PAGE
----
Tuesday, July 21, 2009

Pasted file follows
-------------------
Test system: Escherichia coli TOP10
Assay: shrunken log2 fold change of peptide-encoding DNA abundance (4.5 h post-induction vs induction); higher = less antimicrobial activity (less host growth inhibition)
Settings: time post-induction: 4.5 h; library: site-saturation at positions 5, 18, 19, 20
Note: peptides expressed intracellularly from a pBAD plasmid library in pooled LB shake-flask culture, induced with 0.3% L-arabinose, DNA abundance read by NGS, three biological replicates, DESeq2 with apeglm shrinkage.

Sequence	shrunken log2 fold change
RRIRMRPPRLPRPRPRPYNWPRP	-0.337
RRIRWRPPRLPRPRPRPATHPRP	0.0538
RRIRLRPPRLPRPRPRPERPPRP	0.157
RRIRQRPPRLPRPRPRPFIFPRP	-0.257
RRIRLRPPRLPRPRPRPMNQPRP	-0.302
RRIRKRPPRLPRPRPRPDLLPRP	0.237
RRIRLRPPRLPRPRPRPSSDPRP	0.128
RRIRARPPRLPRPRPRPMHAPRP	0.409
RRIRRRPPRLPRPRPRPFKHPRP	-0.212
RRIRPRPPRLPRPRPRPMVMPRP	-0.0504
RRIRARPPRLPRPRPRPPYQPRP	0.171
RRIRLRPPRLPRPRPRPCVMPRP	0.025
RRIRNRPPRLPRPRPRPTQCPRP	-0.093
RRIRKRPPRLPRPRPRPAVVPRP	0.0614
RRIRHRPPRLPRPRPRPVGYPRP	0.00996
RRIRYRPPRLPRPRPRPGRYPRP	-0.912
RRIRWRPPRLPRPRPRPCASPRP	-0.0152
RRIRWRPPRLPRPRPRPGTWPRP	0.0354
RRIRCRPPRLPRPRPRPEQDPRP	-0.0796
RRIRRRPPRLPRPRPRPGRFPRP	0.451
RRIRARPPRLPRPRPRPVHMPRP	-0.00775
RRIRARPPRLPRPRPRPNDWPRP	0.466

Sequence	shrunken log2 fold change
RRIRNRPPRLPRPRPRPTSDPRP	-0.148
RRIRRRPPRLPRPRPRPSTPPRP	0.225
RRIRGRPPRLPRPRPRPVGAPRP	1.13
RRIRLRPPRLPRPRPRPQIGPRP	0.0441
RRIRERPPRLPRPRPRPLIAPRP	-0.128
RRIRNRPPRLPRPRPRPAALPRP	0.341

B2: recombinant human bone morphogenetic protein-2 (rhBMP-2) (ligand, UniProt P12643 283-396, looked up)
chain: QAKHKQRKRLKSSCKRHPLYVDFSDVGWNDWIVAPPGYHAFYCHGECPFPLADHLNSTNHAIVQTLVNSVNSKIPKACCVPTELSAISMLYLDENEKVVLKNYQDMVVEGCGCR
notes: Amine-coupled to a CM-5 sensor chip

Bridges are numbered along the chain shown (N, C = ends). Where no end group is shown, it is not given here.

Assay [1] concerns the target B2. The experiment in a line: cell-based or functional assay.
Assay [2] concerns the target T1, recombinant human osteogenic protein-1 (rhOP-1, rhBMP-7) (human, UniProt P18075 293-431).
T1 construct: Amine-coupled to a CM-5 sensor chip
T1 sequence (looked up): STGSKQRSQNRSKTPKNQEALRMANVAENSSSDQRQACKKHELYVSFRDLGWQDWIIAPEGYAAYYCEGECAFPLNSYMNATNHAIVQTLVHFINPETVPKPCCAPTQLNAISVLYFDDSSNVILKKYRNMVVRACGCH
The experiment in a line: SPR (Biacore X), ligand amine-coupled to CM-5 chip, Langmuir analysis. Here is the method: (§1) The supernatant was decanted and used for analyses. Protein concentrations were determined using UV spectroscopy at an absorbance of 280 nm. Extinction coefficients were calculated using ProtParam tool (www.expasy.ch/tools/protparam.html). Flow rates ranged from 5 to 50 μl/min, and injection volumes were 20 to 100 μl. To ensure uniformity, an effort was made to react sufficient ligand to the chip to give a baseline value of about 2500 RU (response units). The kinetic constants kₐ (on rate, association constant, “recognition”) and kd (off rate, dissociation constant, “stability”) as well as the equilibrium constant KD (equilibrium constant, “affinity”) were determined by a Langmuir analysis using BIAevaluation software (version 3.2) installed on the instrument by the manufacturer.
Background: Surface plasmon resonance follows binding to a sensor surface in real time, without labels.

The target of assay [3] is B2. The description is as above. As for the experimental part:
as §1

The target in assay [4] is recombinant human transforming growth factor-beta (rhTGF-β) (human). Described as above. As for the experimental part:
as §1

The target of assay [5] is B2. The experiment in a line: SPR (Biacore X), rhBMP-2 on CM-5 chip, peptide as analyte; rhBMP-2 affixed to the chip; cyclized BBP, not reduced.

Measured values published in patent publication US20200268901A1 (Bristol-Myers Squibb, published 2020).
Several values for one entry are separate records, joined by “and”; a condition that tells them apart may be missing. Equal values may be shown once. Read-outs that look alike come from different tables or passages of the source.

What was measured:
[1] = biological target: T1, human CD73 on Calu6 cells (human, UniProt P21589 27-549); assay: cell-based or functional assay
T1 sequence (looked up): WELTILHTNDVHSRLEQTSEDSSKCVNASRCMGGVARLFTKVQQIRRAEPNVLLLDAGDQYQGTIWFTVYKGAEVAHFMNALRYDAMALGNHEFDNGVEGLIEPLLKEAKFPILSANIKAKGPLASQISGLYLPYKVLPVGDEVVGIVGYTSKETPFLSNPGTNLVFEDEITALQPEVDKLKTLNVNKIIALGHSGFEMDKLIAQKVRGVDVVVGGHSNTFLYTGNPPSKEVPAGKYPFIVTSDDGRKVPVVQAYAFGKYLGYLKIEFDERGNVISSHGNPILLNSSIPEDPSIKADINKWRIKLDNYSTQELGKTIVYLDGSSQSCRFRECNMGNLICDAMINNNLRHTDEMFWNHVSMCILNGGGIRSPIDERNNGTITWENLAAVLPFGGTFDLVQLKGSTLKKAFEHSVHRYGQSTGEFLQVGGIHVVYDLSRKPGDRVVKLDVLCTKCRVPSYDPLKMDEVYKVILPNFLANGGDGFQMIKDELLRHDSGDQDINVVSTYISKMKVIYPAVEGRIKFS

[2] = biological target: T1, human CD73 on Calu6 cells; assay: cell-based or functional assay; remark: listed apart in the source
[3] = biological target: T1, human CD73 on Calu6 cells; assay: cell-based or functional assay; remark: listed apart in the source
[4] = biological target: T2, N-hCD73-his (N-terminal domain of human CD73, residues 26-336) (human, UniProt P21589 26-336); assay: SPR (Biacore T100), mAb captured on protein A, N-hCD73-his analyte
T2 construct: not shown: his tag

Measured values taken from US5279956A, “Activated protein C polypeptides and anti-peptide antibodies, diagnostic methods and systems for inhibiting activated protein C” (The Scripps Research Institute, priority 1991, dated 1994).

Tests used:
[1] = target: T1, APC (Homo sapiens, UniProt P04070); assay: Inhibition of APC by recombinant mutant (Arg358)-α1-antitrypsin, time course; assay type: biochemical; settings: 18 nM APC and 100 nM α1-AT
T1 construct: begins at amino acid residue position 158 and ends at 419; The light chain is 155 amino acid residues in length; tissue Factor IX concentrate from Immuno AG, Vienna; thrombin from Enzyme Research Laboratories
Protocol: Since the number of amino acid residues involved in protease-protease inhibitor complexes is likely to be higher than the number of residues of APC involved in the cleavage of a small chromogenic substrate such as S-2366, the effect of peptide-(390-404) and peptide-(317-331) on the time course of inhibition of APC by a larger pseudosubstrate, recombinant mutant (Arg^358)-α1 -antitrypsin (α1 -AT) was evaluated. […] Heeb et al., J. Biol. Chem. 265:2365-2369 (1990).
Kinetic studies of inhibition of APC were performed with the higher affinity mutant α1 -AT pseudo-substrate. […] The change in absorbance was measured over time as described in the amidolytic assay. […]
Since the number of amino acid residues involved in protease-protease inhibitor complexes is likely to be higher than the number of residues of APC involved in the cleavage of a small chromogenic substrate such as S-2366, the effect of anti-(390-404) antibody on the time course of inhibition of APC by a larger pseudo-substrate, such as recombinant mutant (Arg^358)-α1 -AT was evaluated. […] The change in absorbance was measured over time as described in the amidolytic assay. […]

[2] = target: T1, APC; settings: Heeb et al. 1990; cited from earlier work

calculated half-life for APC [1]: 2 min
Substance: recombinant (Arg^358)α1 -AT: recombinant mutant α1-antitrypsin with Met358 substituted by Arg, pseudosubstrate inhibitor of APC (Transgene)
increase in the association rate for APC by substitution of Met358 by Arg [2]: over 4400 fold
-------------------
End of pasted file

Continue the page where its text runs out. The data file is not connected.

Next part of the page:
Madeleine L'Engle was an Episcopalian and believed in universal salvation, writing that "All will be redeemed in God's fullness of time, all, not just the small portion of the population who have been given the grace to know and accept Christ. All the strayed and stolen sheep. All the little lost ones." As a result of her promotion of Christian universalism, many Christian bookstores refused to carry her books, which were also frequently banned from Christian schools and libraries. This is somewhat ironic, since some of her most secular critics attacked her work for being too religious. Her views on divine punishment were similar to those of George MacDonald, who also had a large influence on her fictional work. She said "I cannot believe that God wants punishment to go on interminably any more than does a loving parent. The entire purpose of loving punishment is to teach, and it lasts only as long as is needed for the lesson. And the lesson is always love."